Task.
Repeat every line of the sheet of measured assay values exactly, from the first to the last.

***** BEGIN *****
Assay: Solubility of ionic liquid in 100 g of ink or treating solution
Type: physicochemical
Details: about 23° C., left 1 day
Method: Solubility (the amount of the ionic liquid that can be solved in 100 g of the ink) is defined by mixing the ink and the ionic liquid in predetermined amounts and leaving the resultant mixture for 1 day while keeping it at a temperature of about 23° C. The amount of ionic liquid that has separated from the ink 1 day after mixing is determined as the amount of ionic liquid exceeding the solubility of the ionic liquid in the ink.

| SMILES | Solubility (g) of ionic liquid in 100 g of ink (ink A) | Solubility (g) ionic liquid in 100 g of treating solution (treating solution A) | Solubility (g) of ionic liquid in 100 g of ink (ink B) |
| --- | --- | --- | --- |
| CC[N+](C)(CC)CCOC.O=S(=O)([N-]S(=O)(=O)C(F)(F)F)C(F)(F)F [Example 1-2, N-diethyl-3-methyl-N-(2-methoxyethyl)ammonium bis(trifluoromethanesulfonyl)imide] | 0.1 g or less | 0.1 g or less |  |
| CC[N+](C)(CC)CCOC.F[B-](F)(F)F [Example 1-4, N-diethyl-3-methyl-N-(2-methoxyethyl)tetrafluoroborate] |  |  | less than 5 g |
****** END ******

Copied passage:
Assay: Solubility of ionic liquid in 100 g of ink or treating solution
Type: physicochemical
Details: about 23° C., left 1 day
Method: Solubility (the amount of the ionic liquid that can be solved in 100 g of the ink) is defined by mixing the ink and the ionic liquid in predetermined amounts and leaving the resultant mixture for 1 day while keeping it at a temperature of about 23° C. The amount of ionic liquid that has separated from the ink 1 day after mixing is determined as the amount of ionic liquid exceeding the solubility of the ionic liquid in the ink.

| SMILES | Solubility (g) of ionic liquid in 100 g of ink (ink A) | Solubility (g) ionic liquid in 100 g of treating solution (treating solution A) | Solubility (g) of ionic liquid in 100 g of ink (ink B) |
| --- | --- | --- | --- |
| CC[N+](C)(CC)CCOC.O=S(=O)([N-]S(=O)(=O)C(F)(F)F)C(F)(F)F [Example 1-2, N-diethyl-3-methyl-N-(2-methoxyethyl)ammonium bis(trifluoromethanesulfonyl)imide] | 0.1 g or less | 0.1 g or less |  |
| CC[N+](C)(CC)CCOC.F[B-](F)(F)F [Example 1-4, N-diethyl-3-methyl-N-(2-methoxyethyl)tetrafluoroborate] |  |  | less than 5 g |